Company: Apple Computer
Model: iPod touch
Price: $299/8GB, $399/16GB, $499/32GB
Apple iPod touch (8GB/16GB/32GB)
Pros: Apple’s first iPod-branded device with a widescreen display, wireless Wi-Fi antenna, and icon-based touchscreen interface, offered at a lower price than the company’s same-capacity iPhone. Includes iPhone-style music, video, photo, and web browsing features, plus updated versions of several classic iPod applications, plus wireless access to the iTunes Store for audio downloads. Offers longer audio and video run times than last year’s models, in a surprisingly thin package.
Cons: Feels less like a flagship iPod than an intentionally stripped down iPhone, with diminished cosmetics, interface and features. Noticeably downgraded screen exhibits problems such as inverted blacks and dead pixels, which detract from video viewing experience, while shorter battery life, lower storage capacity, longer transfer times, and less impressive audio quality make it a surprisingly so-so alternative to the less expensive iPod classic. Neither Apple’s best portable video or audio device; also lacks games. Continues iPhone’s overly expensive battery replacement program, despite using less powerful battery.
[Editor’s Notes: On January 29, 2008, we added a new section to the last page of this review, detailing Apple’s release of a $20 software upgrade for the iPod touch, containing five applications (Mail, Maps, Stocks, Weather and Notes) previously reserved only for iPhone users. On February 5, 2008, Apple released a 32GB version of the iPod touch at a $499 price point, without changing the device’s other features or dimensions. Due in part to screen quality concerns that were raised in our original review, found in multiple early units we’ve tested, and never fully addressed by Apple, our rating of the iPod touch has remained unchanged since it was originally issued in September, 2007.]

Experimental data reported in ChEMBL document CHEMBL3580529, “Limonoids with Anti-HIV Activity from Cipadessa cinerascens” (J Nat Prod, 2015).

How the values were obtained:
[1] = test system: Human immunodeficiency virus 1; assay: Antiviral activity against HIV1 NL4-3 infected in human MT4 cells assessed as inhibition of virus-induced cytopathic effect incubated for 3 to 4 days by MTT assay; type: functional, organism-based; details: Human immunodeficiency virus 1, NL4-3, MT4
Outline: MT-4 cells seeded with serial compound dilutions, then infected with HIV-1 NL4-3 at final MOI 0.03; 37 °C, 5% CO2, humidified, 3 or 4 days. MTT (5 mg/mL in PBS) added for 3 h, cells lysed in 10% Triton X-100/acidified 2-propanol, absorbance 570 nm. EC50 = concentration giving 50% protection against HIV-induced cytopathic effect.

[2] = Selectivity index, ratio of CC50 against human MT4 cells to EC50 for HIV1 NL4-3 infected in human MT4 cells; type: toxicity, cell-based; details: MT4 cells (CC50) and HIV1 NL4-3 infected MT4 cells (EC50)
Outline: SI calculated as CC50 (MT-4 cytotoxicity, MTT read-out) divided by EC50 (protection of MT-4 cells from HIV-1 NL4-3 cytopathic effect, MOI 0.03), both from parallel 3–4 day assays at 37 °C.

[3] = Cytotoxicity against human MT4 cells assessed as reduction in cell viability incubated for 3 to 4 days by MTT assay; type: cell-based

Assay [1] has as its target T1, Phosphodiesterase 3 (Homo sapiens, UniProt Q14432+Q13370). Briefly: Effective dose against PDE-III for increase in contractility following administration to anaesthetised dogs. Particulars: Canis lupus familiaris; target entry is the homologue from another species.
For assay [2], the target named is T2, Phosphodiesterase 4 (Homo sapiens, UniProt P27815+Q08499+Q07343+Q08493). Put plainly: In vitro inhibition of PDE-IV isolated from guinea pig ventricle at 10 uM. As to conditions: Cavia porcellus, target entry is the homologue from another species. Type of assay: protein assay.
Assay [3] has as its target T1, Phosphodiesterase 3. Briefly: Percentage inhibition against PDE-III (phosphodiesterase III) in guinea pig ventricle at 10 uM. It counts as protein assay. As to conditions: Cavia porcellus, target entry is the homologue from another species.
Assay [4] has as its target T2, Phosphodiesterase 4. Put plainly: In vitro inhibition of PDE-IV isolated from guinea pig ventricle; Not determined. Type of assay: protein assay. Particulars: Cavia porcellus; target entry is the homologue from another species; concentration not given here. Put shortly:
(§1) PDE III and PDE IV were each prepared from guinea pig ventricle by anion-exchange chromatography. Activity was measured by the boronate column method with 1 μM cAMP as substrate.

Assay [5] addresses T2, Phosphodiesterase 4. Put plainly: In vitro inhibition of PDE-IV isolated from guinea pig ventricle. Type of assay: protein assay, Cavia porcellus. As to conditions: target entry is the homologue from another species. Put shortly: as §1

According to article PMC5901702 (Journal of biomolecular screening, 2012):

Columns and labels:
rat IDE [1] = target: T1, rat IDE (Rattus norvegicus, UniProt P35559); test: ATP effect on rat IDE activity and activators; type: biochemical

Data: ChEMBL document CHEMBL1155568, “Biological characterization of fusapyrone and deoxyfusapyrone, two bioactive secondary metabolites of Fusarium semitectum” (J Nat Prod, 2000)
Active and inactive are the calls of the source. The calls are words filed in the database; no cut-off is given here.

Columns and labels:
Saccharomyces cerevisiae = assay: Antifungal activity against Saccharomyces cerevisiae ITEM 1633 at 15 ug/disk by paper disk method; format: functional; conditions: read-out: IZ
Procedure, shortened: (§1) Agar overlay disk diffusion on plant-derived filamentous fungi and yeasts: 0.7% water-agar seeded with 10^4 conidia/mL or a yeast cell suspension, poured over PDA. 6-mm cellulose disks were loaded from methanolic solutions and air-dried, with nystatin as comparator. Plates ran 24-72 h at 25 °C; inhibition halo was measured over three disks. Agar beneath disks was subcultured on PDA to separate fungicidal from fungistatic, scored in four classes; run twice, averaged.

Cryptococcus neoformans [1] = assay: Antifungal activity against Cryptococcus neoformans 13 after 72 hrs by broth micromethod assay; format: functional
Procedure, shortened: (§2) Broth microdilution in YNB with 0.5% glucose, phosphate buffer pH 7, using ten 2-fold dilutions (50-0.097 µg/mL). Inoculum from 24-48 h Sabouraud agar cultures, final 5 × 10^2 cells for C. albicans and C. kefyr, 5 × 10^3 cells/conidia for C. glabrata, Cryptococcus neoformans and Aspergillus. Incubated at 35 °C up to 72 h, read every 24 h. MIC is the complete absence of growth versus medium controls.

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Executive Summary: Unlike iPhone, iTunes treats iPod touch almost entirely like a standard iPod: you can still manually manage audio and video content, synchronizing photos, contact information, and calendars through separate tabs. However, iPod touch is the first iPod to lack “Disk Mode,” so you cannot easily store files on it like a disk drive, and its iPod accessory compatibility is even more spotty than the recently-released iPod classic and iPod nano. Thankfully, it is more car accessory-compatible than the iPhone, but it lacks support for voice recorders, the iPod Radio Remote, and other previously supported accessories. It is also a surprising step behind the iPod classic and iPod nano in video-out support, lacking 480p output capabilities.
Ever since the release of the iPod shuffle in early 2005, experts and casual iPod users alike have been scratching their heads over a fairly simple question: “What is an iPod?”—or stated differently, “At what point can Apple take enough away from a device that it stops being an iPod?”
Relative to the iPod shuffle, which lost the screen, Click Wheel, and much more from its older brother iPod mini, iPod touch loses comparatively little. For instance, iTunes synchronization is still classic iPod-style: if you manually manage the iPod touch, you can still drag and drop songs, videos, TV shows, and podcasts directly from the iTunes Library into its storage space, rather than being forced to synchronize playlists full of content or use special tabs, as you are with iPhone and Apple TV. You can also still play content directly from the iPod touch back through the connected computer’s screen and speakers, too. Photos, contacts, and calendars still require synchronization through separate iTunes screens, as they always have.
Access to that content is almost the same on the iPod touch as it is on the iPhone. As described in the next section, Apple makes all your audio, video, and photo content available in scrollable menus that look much like the ones on last year’s video iPods and this year’s iPod classic and nano models. Just like the iPhone, it then improves upon those menus. You lose little from past iPods, or the iPhone, with the iPod touch.